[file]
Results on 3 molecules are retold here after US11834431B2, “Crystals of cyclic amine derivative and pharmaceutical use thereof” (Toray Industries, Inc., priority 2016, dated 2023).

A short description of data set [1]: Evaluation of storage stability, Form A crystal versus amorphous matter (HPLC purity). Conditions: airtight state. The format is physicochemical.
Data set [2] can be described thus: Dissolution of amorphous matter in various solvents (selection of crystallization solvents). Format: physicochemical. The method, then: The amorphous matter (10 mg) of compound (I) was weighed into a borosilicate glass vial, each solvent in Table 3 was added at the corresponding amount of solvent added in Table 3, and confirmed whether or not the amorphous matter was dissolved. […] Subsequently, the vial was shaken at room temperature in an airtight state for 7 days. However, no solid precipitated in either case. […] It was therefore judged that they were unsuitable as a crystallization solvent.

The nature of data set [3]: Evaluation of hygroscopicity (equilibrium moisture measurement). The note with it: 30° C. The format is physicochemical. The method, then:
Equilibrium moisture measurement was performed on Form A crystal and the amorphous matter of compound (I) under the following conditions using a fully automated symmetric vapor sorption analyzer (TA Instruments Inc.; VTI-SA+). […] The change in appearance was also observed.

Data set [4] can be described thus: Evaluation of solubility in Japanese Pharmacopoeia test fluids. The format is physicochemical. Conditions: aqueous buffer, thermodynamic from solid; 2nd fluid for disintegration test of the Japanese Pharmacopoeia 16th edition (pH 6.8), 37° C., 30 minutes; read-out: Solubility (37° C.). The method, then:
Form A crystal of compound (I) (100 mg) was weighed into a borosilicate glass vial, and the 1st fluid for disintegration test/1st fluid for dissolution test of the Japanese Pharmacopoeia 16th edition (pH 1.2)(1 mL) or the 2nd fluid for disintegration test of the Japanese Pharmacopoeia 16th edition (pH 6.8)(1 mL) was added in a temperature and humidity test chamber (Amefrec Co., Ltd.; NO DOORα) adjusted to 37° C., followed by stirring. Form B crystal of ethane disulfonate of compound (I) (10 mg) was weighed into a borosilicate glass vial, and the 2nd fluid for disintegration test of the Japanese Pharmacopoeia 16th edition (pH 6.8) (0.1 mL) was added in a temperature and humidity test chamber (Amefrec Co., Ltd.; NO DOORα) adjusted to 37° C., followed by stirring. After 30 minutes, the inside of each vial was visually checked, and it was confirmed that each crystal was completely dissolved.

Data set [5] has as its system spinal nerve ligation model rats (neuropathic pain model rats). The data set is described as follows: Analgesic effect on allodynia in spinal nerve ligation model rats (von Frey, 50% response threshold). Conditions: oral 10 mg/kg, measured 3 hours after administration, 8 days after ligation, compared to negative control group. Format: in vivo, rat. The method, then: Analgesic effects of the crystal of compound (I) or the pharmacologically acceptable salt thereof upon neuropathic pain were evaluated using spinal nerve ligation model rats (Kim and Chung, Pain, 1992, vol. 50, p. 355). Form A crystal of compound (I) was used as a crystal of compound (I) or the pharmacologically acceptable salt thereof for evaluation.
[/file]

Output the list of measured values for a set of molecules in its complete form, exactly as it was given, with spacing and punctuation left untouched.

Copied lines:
Results on 3 molecules are retold here after US11834431B2, “Crystals of cyclic amine derivative and pharmaceutical use thereof” (Toray Industries, Inc., priority 2016, dated 2023).

A short description of data set [1]: Evaluation of storage stability, Form A crystal versus amorphous matter (HPLC purity). Conditions: airtight state. The format is physicochemical.
Data set [2] can be described thus: Dissolution of amorphous matter in various solvents (selection of crystallization solvents). Format: physicochemical. The method, then: The amorphous matter (10 mg) of compound (I) was weighed into a borosilicate glass vial, each solvent in Table 3 was added at the corresponding amount of solvent added in Table 3, and confirmed whether or not the amorphous matter was dissolved. […] Subsequently, the vial was shaken at room temperature in an airtight state for 7 days. However, no solid precipitated in either case. […] It was therefore judged that they were unsuitable as a crystallization solvent.

The nature of data set [3]: Evaluation of hygroscopicity (equilibrium moisture measurement). The note with it: 30° C. The format is physicochemical. The method, then:
Equilibrium moisture measurement was performed on Form A crystal and the amorphous matter of compound (I) under the following conditions using a fully automated symmetric vapor sorption analyzer (TA Instruments Inc.; VTI-SA+). […] The change in appearance was also observed.

Data set [4] can be described thus: Evaluation of solubility in Japanese Pharmacopoeia test fluids. The format is physicochemical. Conditions: aqueous buffer, thermodynamic from solid; 2nd fluid for disintegration test of the Japanese Pharmacopoeia 16th edition (pH 6.8), 37° C., 30 minutes; read-out: Solubility (37° C.). The method, then:
Form A crystal of compound (I) (100 mg) was weighed into a borosilicate glass vial, and the 1st fluid for disintegration test/1st fluid for dissolution test of the Japanese Pharmacopoeia 16th edition (pH 1.2)(1 mL) or the 2nd fluid for disintegration test of the Japanese Pharmacopoeia 16th edition (pH 6.8)(1 mL) was added in a temperature and humidity test chamber (Amefrec Co., Ltd.; NO DOORα) adjusted to 37° C., followed by stirring. Form B crystal of ethane disulfonate of compound (I) (10 mg) was weighed into a borosilicate glass vial, and the 2nd fluid for disintegration test of the Japanese Pharmacopoeia 16th edition (pH 6.8) (0.1 mL) was added in a temperature and humidity test chamber (Amefrec Co., Ltd.; NO DOORα) adjusted to 37° C., followed by stirring. After 30 minutes, the inside of each vial was visually checked, and it was confirmed that each crystal was completely dissolved.

Data set [5] has as its system spinal nerve ligation model rats (neuropathic pain model rats). The data set is described as follows: Analgesic effect on allodynia in spinal nerve ligation model rats (von Frey, 50% response threshold). Conditions: oral 10 mg/kg, measured 3 hours after administration, 8 days after ligation, compared to negative control group. Format: in vivo, rat. The method, then: Analgesic effects of the crystal of compound (I) or the pharmacologically acceptable salt thereof upon neuropathic pain were evaluated using spinal nerve ligation model rats (Kim and Chung, Pain, 1992, vol. 50, p. 355). Form A crystal of compound (I) was used as a crystal of compound (I) or the pharmacologically acceptable salt thereof for evaluation.